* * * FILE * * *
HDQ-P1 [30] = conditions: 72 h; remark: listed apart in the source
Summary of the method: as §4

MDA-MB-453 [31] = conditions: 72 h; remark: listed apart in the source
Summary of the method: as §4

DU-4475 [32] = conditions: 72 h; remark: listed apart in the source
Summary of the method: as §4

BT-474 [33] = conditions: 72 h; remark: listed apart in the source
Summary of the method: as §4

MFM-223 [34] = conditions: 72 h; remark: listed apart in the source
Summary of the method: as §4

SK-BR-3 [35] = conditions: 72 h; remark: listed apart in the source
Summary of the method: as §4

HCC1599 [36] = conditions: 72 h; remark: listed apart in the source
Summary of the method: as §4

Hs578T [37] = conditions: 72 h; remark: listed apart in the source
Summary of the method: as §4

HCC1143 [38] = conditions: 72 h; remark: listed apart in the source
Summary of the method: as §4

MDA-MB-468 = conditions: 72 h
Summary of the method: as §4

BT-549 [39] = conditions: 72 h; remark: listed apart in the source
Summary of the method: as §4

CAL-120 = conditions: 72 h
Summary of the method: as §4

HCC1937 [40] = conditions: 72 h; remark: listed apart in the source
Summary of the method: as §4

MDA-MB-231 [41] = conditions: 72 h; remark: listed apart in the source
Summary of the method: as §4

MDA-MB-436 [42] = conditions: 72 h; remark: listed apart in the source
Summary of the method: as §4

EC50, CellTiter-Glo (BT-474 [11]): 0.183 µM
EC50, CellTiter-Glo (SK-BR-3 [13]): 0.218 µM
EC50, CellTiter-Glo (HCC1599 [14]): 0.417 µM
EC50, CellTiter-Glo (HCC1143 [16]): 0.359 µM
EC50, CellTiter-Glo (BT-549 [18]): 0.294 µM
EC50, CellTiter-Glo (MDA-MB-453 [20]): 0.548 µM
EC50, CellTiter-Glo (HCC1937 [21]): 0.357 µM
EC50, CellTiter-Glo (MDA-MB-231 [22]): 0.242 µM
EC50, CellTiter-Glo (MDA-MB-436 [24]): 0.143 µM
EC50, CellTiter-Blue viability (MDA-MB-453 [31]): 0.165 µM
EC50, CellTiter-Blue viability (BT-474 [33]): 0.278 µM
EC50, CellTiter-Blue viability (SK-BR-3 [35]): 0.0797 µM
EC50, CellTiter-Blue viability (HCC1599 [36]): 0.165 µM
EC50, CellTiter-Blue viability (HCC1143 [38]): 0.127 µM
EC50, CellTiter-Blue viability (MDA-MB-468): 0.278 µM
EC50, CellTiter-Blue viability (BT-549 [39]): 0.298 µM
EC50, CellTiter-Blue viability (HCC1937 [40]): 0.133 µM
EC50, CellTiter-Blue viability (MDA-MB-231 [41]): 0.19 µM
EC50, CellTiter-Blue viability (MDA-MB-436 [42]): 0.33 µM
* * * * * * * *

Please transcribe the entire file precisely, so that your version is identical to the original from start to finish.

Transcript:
HDQ-P1 [30] = conditions: 72 h; remark: listed apart in the source
Summary of the method: as §4

MDA-MB-453 [31] = conditions: 72 h; remark: listed apart in the source
Summary of the method: as §4

DU-4475 [32] = conditions: 72 h; remark: listed apart in the source
Summary of the method: as §4

BT-474 [33] = conditions: 72 h; remark: listed apart in the source
Summary of the method: as §4

MFM-223 [34] = conditions: 72 h; remark: listed apart in the source
Summary of the method: as §4

SK-BR-3 [35] = conditions: 72 h; remark: listed apart in the source
Summary of the method: as §4

HCC1599 [36] = conditions: 72 h; remark: listed apart in the source
Summary of the method: as §4

Hs578T [37] = conditions: 72 h; remark: listed apart in the source
Summary of the method: as §4

HCC1143 [38] = conditions: 72 h; remark: listed apart in the source
Summary of the method: as §4

MDA-MB-468 = conditions: 72 h
Summary of the method: as §4

BT-549 [39] = conditions: 72 h; remark: listed apart in the source
Summary of the method: as §4

CAL-120 = conditions: 72 h
Summary of the method: as §4

HCC1937 [40] = conditions: 72 h; remark: listed apart in the source
Summary of the method: as §4

MDA-MB-231 [41] = conditions: 72 h; remark: listed apart in the source
Summary of the method: as §4

MDA-MB-436 [42] = conditions: 72 h; remark: listed apart in the source
Summary of the method: as §4

EC50, CellTiter-Glo (BT-474 [11]): 0.183 µM
EC50, CellTiter-Glo (SK-BR-3 [13]): 0.218 µM
EC50, CellTiter-Glo (HCC1599 [14]): 0.417 µM
EC50, CellTiter-Glo (HCC1143 [16]): 0.359 µM
EC50, CellTiter-Glo (BT-549 [18]): 0.294 µM
EC50, CellTiter-Glo (MDA-MB-453 [20]): 0.548 µM
EC50, CellTiter-Glo (HCC1937 [21]): 0.357 µM
EC50, CellTiter-Glo (MDA-MB-231 [22]): 0.242 µM
EC50, CellTiter-Glo (MDA-MB-436 [24]): 0.143 µM
EC50, CellTiter-Blue viability (MDA-MB-453 [31]): 0.165 µM
EC50, CellTiter-Blue viability (BT-474 [33]): 0.278 µM
EC50, CellTiter-Blue viability (SK-BR-3 [35]): 0.0797 µM
EC50, CellTiter-Blue viability (HCC1599 [36]): 0.165 µM
EC50, CellTiter-Blue viability (HCC1143 [38]): 0.127 µM
EC50, CellTiter-Blue viability (MDA-MB-468): 0.278 µM
EC50, CellTiter-Blue viability (BT-549 [39]): 0.298 µM
EC50, CellTiter-Blue viability (HCC1937 [40]): 0.133 µM
EC50, CellTiter-Blue viability (MDA-MB-231 [41]): 0.19 µM
EC50, CellTiter-Blue viability (MDA-MB-436 [42]): 0.33 µM